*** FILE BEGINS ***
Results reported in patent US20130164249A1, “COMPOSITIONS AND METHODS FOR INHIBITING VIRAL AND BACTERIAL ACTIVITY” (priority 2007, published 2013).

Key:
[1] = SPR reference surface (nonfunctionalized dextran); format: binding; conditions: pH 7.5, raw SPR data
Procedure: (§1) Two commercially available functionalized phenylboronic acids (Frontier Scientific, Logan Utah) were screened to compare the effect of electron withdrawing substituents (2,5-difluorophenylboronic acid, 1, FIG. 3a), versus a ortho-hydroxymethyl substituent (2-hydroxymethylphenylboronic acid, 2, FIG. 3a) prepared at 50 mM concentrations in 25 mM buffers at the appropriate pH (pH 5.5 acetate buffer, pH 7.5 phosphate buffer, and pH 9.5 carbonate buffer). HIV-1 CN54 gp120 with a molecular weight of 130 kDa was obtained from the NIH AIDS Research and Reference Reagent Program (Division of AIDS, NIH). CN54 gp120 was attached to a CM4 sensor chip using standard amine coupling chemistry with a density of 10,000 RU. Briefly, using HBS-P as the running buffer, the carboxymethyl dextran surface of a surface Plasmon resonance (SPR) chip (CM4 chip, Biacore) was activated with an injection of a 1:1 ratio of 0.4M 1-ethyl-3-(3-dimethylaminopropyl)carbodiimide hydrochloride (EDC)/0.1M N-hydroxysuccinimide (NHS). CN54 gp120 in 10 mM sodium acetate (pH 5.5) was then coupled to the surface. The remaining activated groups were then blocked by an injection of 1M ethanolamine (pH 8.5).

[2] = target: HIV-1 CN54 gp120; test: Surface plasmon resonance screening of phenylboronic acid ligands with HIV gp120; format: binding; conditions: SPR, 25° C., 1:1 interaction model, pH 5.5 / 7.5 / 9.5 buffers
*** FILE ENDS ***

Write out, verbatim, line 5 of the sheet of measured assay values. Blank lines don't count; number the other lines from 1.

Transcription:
[2] = target: HIV-1 CN54 gp120; test: Surface plasmon resonance screening of phenylboronic acid ligands with HIV gp120; format: binding; conditions: SPR, 25° C., 1:1 interaction model, pH 5.5 / 7.5 / 9.5 buffers